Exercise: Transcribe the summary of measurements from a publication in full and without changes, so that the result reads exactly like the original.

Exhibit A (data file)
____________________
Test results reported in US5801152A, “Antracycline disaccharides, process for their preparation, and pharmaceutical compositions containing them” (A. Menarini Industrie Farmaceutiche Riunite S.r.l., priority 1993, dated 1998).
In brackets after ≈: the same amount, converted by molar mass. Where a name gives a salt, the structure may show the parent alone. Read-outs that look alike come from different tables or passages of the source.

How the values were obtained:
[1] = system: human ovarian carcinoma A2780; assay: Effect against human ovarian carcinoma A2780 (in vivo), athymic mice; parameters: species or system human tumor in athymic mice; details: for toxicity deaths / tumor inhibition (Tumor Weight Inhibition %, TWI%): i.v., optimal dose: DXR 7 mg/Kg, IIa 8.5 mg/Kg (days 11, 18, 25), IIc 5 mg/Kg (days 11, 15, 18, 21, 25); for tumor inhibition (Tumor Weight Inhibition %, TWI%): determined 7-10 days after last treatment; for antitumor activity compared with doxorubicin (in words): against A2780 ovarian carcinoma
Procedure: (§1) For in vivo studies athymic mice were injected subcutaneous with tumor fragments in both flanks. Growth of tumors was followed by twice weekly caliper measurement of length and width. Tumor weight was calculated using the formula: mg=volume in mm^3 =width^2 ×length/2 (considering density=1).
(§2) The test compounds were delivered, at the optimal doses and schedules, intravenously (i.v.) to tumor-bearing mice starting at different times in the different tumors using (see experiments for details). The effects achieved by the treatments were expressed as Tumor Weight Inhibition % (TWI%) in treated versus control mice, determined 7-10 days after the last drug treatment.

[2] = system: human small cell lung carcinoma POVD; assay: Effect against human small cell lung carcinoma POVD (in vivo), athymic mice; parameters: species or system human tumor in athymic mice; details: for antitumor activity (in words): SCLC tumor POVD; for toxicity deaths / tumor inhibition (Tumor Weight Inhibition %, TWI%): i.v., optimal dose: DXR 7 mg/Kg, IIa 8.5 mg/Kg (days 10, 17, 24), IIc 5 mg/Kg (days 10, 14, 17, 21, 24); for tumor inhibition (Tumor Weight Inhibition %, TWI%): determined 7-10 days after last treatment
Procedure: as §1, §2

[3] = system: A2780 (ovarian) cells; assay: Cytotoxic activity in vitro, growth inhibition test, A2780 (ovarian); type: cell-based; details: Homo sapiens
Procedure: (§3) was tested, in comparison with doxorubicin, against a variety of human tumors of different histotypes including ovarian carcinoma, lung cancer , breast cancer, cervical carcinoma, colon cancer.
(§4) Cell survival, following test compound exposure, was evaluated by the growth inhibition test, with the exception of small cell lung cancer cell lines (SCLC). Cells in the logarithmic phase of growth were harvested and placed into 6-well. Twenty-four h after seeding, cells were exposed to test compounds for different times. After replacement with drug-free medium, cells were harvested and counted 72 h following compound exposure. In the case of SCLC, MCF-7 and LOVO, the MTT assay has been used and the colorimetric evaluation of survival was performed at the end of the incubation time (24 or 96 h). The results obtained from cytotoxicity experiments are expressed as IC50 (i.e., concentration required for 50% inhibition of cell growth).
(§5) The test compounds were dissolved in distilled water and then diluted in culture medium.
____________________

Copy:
Test results reported in US5801152A, “Antracycline disaccharides, process for their preparation, and pharmaceutical compositions containing them” (A. Menarini Industrie Farmaceutiche Riunite S.r.l., priority 1993, dated 1998).
In brackets after ≈: the same amount, converted by molar mass. Where a name gives a salt, the structure may show the parent alone. Read-outs that look alike come from different tables or passages of the source.

How the values were obtained:
[1] = system: human ovarian carcinoma A2780; assay: Effect against human ovarian carcinoma A2780 (in vivo), athymic mice; parameters: species or system human tumor in athymic mice; details: for toxicity deaths / tumor inhibition (Tumor Weight Inhibition %, TWI%): i.v., optimal dose: DXR 7 mg/Kg, IIa 8.5 mg/Kg (days 11, 18, 25), IIc 5 mg/Kg (days 11, 15, 18, 21, 25); for tumor inhibition (Tumor Weight Inhibition %, TWI%): determined 7-10 days after last treatment; for antitumor activity compared with doxorubicin (in words): against A2780 ovarian carcinoma
Procedure: (§1) For in vivo studies athymic mice were injected subcutaneous with tumor fragments in both flanks. Growth of tumors was followed by twice weekly caliper measurement of length and width. Tumor weight was calculated using the formula: mg=volume in mm^3 =width^2 ×length/2 (considering density=1).
(§2) The test compounds were delivered, at the optimal doses and schedules, intravenously (i.v.) to tumor-bearing mice starting at different times in the different tumors using (see experiments for details). The effects achieved by the treatments were expressed as Tumor Weight Inhibition % (TWI%) in treated versus control mice, determined 7-10 days after the last drug treatment.

[2] = system: human small cell lung carcinoma POVD; assay: Effect against human small cell lung carcinoma POVD (in vivo), athymic mice; parameters: species or system human tumor in athymic mice; details: for antitumor activity (in words): SCLC tumor POVD; for toxicity deaths / tumor inhibition (Tumor Weight Inhibition %, TWI%): i.v., optimal dose: DXR 7 mg/Kg, IIa 8.5 mg/Kg (days 10, 17, 24), IIc 5 mg/Kg (days 10, 14, 17, 21, 24); for tumor inhibition (Tumor Weight Inhibition %, TWI%): determined 7-10 days after last treatment
Procedure: as §1, §2

[3] = system: A2780 (ovarian) cells; assay: Cytotoxic activity in vitro, growth inhibition test, A2780 (ovarian); type: cell-based; details: Homo sapiens
Procedure: (§3) was tested, in comparison with doxorubicin, against a variety of human tumors of different histotypes including ovarian carcinoma, lung cancer , breast cancer, cervical carcinoma, colon cancer.
(§4) Cell survival, following test compound exposure, was evaluated by the growth inhibition test, with the exception of small cell lung cancer cell lines (SCLC). Cells in the logarithmic phase of growth were harvested and placed into 6-well. Twenty-four h after seeding, cells were exposed to test compounds for different times. After replacement with drug-free medium, cells were harvested and counted 72 h following compound exposure. In the case of SCLC, MCF-7 and LOVO, the MTT assay has been used and the colorimetric evaluation of survival was performed at the end of the incubation time (24 or 96 h). The results obtained from cytotoxicity experiments are expressed as IC50 (i.e., concentration required for 50% inhibition of cell growth).
(§5) The test compounds were dissolved in distilled water and then diluted in culture medium.